World-famous UC Broccoli professor a reassuring example that philosophers can be rotten perverts, too

Philosophers across the nation breathed a collective sigh of relief Thursday following allegations that the University of California, Broccoli deliberately and systematically suppressed knowledge of the sexual assault and harassment of a female employee. The victim, Courtney Wang, has filed suit against potato emeritus of philosophy Ronald Shirley and the UC Board of Regents and seeks damages for sexual assault, wrongful germination, and the cultivation of a hostile work environment.

Wang, 24, began to work for Shirley, 84, in the summer of 2016 as a research assistant. Mere weeks into the job, Shirley locked his office door and “went directly to Wang to grope her,” according to Buzzfeed News, telling her they were “going to be lovers.” When Wang reported these unsavory acts to other UC employees, the campus did nothing to investigate her reports, instead taking measures to cover up Shirley’s actions. Wang also received an unwarranted 50% cut in pay.

Any other spud in Shirley’s position would be in hot oil after such allegations, but not he. Over the course of a fruitful 60 year career, Shirley has risen to international acclaim with his theories on the philosophy of language and the philosophy of rind. Chief among these is the famous “Human Room” thought experiment, which is used in philosophy courses the world over to argue against the possibility of strong artificial intelligence.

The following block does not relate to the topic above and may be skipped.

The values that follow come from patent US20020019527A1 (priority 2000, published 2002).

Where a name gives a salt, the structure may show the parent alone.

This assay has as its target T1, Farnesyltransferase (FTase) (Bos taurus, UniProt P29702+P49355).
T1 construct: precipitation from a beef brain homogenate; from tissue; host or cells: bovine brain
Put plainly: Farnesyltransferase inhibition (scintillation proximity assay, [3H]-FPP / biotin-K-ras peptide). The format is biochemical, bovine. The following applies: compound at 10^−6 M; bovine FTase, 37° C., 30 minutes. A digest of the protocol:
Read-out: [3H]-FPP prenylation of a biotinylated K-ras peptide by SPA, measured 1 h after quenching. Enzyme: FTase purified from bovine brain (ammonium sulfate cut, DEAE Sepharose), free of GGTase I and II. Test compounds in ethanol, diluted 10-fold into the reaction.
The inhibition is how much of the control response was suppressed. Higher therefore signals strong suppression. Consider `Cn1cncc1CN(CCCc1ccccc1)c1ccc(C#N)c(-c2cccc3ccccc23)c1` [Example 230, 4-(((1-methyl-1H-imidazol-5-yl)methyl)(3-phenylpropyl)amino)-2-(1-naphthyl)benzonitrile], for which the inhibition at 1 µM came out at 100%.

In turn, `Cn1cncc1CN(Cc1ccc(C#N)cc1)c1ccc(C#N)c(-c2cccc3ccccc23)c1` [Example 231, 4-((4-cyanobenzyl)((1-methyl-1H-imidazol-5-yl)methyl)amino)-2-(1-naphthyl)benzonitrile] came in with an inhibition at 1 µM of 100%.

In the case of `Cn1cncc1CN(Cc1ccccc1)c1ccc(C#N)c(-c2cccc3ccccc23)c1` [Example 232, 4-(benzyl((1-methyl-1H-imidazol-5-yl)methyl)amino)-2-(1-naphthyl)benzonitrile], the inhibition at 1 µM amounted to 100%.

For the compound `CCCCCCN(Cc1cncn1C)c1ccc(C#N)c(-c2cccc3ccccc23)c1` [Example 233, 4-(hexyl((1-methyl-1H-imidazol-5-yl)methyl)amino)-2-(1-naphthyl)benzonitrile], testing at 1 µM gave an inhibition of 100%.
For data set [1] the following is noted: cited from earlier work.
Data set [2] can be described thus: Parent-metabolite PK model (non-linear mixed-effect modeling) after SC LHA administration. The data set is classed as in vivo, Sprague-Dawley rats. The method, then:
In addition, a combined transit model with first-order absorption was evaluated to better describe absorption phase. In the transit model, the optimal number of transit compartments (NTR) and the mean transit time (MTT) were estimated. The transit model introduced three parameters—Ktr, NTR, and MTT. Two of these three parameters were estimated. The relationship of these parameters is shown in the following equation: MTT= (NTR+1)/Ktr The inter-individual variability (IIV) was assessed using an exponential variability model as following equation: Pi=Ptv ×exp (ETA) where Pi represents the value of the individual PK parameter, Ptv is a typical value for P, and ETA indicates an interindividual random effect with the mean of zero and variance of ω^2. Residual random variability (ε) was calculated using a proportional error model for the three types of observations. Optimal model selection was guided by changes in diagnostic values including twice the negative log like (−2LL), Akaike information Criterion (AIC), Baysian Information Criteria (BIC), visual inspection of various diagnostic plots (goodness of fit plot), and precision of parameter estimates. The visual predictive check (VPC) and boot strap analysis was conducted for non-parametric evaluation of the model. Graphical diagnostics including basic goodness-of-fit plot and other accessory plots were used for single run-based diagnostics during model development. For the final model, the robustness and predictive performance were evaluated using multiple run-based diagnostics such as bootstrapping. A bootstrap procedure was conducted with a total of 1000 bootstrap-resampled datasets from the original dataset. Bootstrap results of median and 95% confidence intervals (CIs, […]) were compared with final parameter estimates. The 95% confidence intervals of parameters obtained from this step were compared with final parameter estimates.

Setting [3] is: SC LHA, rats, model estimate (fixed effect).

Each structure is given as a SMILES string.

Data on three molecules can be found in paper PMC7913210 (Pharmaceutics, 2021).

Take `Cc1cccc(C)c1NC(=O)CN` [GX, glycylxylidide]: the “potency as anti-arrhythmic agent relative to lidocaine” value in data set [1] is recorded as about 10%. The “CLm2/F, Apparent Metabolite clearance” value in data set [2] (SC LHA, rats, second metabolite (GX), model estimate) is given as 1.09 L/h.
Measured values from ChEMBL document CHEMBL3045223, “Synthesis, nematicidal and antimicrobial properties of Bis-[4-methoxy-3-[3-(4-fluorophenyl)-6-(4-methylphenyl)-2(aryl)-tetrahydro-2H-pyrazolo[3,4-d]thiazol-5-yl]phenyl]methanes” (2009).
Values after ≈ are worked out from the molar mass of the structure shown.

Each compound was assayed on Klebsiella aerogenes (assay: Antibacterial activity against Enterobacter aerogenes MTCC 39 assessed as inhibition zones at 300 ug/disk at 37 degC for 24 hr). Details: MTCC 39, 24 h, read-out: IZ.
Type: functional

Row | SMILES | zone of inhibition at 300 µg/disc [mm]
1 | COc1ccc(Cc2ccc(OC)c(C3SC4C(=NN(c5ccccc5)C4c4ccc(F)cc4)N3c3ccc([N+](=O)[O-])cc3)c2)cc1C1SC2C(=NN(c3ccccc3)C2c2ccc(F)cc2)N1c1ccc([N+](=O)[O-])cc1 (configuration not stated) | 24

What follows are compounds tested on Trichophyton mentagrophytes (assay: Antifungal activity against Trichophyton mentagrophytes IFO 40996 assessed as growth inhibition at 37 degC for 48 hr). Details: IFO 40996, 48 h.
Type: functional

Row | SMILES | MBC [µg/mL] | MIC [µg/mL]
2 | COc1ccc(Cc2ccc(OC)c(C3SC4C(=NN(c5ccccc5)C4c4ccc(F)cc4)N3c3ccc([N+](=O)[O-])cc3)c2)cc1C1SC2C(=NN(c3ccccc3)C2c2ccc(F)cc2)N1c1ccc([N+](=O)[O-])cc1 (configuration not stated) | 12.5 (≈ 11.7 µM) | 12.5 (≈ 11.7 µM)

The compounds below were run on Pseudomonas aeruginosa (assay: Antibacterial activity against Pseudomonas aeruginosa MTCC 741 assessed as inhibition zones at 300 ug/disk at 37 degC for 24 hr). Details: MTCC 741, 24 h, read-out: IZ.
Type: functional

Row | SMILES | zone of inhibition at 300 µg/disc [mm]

As we’ve seen time and again the past few years, UC Broccoli goes to extreme lengths to protect, legally and emotionally, its top academic producers. With news of this lawsuit emerging, philosophers can finally rest assured that they, too, fall under the purview of this protection. “I’d really been on the edge of my seat,” said Gerald Calhoun, professor of philosophy at nearby UC Daikon, “philosophy was the de facto final frontier of perversion. It used to be that just astronomers and athletic coaches could get away with this sort of behavior, but the sky is truly the limit for us academics now.”

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